We see here, the intolerance of Herod. He did not accept the excuses of the soldiers. He just had them killed. Herod’s fear is showing in that he moved. He felt these Christians had more power than he had realized, so he moved to Caesarea by the sea.
Acts 12:20 “And Herod was highly displeased with them of Tyre and Sidon: but they came with one accord to him, and, having made Blastus the king’s chamberlain their friend, desired peace; because their country was nourished by the king’s [country].”
“Tyre and Sidon”: Two port cities north of Caesarea, in a region call Phoenicia. Mutual interdependence existed between these cities and Galilee, although Tyre and Sidon were more dependent on Galilee (see note on Mark 3:8).
“Blastus”: The king’s chamberlain,” or treasurer, acted as an intermediary between Herod and the representatives of Tyre and Sidon.
Tyre was an ancient city in the center of Phoenicia on the Mediterranean coast and was a major trade and shipping center during the Old Testament era. It remained autonomous most of the time and successfully resisted both the Assyrians and Babylonians. It was however, destroyed by Alexander the Great in 332 B.C.
The city was rebuilt on an adjacent site and possessed some of its former importance during New Testament times. It is mentioned in the Gospels and Acts: Christ had a brief ministry in the region (Mark 7:24-30), and Paul ministered briefly in a church there (21:3-7).
There was commerce going on between Tyre, Sidon, and Herod’s country in those days. Herod’s country sent food stuff to them in exchange for other goods needed. It seems that there was a limited peace with them, similar to the cold war we have known in the late 1900’s.
This Blastus was a personal servant to Herod. He was inside Herod’s home, even taking care of Herod’s clothing etc. This friendship Blastus had with these people, at the least, strained the relationship he had with Herod.
Acts 12:21 “And upon a set day Herod, arrayed in royal apparel, sat upon his throne, and made an oration unto them.”
“Upon a set day”: A feast in honor of Herod’s patron, the Roman emperor Claudius.
“Arrayed in royal apparel”: According to Josephus, he wore a garment made of silver.
Herod was dressed in the finest he had. He was speaking to the people. His dress was so superior to the people around him, that they thought of Herod as someone very special.
Acts 12:22 “And the people gave a shout, [saying, It is] the voice of a god, and not of a man.”
Many rulers, then and now have been treated as if they were a god, because of the control they have over the people and the extravagant way they live. The people have elevated Herod far above what he should be.
Acts 12:23 “And immediately the angel of the Lord smote him, because he gave not God the glory: and he was eaten of worms, and gave up the ghost.”
“He gave not God the glory”: The crime for which Herod was executed by God (A.D. 44), who will eventually condemn and execute all who are guilty of this crime (Rom. 1:18-23).
“Eaten of worms”: According to Josephus, Herod endured terrible pain for 5 days before he died.
Many ministers today need to take heed of this Scripture. We must all remember that the power that works in us is not our own, but His. Kings are kings because God made them kings. Great orators are good speakers, because God gave them ability.
We see here, the danger of thinking that the great and wonderful things in our life are by our own ability. God will not tolerate this type of arrogance, whether it is from one of His ministers or whether from a king.
Notice the process of Herod’s death. He was eaten of worms and then he died. All praise and honor goes to God. We are only the container for His power and glory. It is not our power or glory, it is His.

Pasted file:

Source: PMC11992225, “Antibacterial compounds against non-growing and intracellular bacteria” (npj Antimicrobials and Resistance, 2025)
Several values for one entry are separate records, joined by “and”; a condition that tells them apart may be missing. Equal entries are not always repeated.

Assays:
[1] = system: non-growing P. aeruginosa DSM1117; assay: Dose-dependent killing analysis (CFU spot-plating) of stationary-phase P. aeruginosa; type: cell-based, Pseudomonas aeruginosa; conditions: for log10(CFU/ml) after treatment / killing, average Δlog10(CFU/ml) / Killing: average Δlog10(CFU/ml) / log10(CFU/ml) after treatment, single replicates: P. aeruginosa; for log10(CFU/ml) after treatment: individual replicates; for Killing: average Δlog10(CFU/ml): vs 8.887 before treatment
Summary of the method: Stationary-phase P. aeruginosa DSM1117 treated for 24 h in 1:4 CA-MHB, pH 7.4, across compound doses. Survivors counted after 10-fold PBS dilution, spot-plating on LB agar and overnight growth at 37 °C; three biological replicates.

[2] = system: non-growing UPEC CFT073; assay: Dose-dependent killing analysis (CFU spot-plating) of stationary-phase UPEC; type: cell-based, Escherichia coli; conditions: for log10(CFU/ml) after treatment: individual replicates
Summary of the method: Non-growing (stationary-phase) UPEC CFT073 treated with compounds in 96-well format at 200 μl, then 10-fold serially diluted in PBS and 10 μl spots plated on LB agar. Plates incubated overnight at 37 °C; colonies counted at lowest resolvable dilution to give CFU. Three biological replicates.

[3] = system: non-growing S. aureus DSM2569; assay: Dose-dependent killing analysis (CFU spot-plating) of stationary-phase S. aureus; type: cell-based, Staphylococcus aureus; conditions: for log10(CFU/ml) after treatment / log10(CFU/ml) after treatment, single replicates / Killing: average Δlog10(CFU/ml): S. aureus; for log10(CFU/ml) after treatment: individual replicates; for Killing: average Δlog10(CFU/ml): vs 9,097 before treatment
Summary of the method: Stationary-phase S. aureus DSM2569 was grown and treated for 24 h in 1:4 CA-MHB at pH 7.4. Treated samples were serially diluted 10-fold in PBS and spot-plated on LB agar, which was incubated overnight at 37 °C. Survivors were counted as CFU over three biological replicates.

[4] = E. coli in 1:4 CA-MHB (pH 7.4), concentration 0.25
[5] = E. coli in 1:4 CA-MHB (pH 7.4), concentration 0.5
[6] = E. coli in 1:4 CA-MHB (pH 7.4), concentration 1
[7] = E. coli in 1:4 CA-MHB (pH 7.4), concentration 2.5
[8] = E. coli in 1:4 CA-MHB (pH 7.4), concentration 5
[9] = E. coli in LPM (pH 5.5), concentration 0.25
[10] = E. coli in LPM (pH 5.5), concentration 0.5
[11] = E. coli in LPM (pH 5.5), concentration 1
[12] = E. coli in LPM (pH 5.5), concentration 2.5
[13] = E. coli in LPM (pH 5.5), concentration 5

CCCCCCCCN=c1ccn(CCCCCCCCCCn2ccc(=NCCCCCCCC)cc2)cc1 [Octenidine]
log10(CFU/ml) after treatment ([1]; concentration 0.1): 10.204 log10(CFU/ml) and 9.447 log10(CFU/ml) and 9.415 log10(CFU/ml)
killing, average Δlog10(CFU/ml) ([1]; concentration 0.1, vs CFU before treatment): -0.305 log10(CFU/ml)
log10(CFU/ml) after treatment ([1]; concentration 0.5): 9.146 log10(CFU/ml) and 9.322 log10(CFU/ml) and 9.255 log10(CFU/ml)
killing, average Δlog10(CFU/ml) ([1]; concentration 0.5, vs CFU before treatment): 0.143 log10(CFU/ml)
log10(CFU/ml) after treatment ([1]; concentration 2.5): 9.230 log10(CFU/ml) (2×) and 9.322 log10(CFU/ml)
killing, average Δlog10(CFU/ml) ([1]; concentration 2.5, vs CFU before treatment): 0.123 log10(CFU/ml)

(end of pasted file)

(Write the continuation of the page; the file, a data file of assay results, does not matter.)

Acts 12:24 “But the word of God grew and multiplied.”
We find that in the very worst of times, the gospel seems to grow the most. Persecution seems to drive us on to bigger and better things.
Acts 12:25 “And Barnabas and Saul returned from Jerusalem, when they had fulfilled [their] ministry, and took with them John, whose surname was Mark.”
“Had fulfilled their ministry”: After Herod’s death, they delivered the famine relief to the Jerusalem church (11:30).
“John … Mark” (see note on verse 12).
We see here, that Saul and Barnabas had returned, and were probably here when they were praying for Peter to be released. This John Mark is not the same as John the beloved. He was son of this Mary whose home was used when they prayed for Peter’s release.
I believe what happened to Herod, is just reward for him killing James, the brother of John of Zebedee. This John Mark was a young disciple and could learn from these seasoned ministers, so they took him with them.
Acts Chapter 12 Continued Questions
1. When Peter escaped from prison, where did he go?
2. Who heard him knocking?
3. What was her reaction?
4. Why was it necessary to assign someone to watch the door?
5. What time of day was this?
6. Why does verse 14 say, “…she opened not the gate…”?
7. What did she do instead?
8. In verse 15, the disciples said what to her when she told them Peter was at the door?
9. What explanation did they give that this was not actually Peter?
10. Did Peter go away? Explain.
11. When they did open the door, what did Peter caution them to do?
12. Who did Peter say had brought him out of prison?
13. Who did Peter tell them to go and tell?
14. Who were the two leaders of the church at this time?
15. When did the soldiers realize Peter was gone?
16. What did Herod do to the soldiers who guarded Peter?
17. Where did Herod move to?
18. What two was Herod highly displeased with?
19. What was the name of the king’s chamberlain?
20. What was his duty toward Herod?
21. What did Herod do on a set day?
22. Who did the people say Herod was?
23. What did the angel of the Lord do to Herod?
24. Why did the angel of the Lord do this?
25. Was he eaten of worms before he died or after?
26. In spite of all this, what happened to the Word of God?
27. When Saul and Barnabas went out to minister, who did they take with them?